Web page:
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Artificial Chromosomes - Mammalian Artificial Chromosomes

dna human sequence sequences

Mammalian artificial chromosomes (MACs) are conceptually similar to YACs, but instead of yeast sequences they contain mammalian or human ones. In this case the telomeric sequences are multimers (multiple copies) of the sequence TTAGGG, and the commonly used centromeric sequence is composed of another repeated DNA sequence found at the natural centromeres of human chromosomes and called alphoid DNA.

Because the alphoid DNA is needed in units of many kilobases, these MAC DNAs are grown as YACs or, more recently, as BACs. When added to suitable cell lines, these MAC DNAs form chromosomes that mimic those in the cell, with accurate segregation and the normal complement of proteins at telomeres and centromeres. Their primary use is not in genome mapping but as vectors for delivery of large fragments of DNA to mammalian cells and to whole animals for expression of large genes or sets of genes. They are still in development, and although gene expression has been demonstrated they have not been used in a practical application.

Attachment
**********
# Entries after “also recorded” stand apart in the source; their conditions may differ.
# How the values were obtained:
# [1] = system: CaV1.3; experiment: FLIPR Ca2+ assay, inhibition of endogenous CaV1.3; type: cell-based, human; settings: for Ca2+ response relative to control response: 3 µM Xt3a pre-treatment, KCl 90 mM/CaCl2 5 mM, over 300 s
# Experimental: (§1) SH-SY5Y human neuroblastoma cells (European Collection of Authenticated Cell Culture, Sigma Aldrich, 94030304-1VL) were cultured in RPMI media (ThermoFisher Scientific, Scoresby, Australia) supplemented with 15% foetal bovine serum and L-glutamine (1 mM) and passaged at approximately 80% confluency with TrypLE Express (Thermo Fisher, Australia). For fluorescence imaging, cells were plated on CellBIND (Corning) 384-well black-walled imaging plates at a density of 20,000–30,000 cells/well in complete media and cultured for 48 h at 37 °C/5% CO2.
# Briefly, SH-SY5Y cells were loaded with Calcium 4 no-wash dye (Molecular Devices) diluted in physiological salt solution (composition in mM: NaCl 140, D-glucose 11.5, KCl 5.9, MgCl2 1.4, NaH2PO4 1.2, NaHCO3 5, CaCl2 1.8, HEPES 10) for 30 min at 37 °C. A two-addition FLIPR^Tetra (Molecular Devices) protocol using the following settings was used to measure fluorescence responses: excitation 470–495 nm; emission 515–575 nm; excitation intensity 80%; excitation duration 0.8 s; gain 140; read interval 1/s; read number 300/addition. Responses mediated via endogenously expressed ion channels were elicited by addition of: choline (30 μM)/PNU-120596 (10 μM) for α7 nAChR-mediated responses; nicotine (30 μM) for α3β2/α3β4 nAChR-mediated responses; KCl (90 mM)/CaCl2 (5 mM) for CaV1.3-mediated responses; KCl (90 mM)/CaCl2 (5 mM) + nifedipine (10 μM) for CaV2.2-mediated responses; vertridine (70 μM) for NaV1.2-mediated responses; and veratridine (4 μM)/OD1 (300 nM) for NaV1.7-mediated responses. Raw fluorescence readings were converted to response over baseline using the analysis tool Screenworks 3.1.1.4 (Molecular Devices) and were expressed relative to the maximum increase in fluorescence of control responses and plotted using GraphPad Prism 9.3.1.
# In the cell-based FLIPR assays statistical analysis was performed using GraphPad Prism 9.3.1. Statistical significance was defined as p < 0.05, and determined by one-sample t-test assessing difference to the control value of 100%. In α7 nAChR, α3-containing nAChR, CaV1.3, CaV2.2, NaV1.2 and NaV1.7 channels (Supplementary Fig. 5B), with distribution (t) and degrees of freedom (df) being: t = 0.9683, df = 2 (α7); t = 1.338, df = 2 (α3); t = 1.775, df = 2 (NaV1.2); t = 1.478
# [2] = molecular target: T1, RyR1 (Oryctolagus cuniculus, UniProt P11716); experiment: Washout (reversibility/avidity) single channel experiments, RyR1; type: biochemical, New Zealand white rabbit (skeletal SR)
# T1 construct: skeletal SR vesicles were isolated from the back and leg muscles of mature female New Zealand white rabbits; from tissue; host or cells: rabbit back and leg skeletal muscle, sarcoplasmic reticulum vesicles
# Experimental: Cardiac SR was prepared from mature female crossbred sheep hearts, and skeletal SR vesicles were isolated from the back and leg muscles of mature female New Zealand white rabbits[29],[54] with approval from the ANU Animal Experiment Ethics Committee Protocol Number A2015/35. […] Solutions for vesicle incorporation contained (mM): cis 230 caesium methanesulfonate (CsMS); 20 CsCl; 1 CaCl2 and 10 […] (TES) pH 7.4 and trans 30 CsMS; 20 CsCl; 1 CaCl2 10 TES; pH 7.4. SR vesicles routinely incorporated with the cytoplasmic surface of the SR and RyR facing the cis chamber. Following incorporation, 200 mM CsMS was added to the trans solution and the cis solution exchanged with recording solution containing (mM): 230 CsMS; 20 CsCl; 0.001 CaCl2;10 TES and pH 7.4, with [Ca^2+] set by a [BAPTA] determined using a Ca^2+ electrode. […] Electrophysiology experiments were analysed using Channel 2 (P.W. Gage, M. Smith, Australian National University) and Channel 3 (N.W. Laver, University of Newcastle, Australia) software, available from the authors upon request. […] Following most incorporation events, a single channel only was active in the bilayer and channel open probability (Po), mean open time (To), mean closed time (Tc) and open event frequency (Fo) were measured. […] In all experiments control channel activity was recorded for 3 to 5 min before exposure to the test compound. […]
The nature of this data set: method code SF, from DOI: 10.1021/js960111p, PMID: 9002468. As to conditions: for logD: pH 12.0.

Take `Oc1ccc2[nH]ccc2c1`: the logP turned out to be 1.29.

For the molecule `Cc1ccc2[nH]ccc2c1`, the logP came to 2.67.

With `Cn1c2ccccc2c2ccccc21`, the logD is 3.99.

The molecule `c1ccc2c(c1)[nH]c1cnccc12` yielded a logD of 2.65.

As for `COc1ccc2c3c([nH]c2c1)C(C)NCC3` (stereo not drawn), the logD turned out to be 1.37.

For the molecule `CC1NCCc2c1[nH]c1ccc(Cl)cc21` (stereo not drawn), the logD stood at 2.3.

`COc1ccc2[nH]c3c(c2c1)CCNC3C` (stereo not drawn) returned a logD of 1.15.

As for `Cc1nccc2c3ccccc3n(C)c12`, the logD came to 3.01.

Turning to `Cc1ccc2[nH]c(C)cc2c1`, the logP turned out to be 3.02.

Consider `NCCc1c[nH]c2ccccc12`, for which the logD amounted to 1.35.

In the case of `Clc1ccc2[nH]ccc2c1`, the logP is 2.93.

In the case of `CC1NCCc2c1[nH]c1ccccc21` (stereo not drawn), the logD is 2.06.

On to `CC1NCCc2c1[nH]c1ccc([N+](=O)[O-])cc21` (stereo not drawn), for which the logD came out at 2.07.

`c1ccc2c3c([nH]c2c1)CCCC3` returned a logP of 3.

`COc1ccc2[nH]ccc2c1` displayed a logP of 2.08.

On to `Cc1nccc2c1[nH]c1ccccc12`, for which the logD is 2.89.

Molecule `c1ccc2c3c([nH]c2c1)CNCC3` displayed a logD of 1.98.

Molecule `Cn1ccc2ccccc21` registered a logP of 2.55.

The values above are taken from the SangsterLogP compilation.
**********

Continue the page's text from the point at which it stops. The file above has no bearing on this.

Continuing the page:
Howard Cooke

Bibliography

Grimes, B., and H. Cooke. "Engineering Mammalian Chromosomes." Human Molecular Genetics 7, no. 10 (1998): 1635-1640.

Willard, H. F. "Genomics and Gene Therapy: Artificial Chromosomes Coming to Life." Science 290 (2000): 1308-1309.

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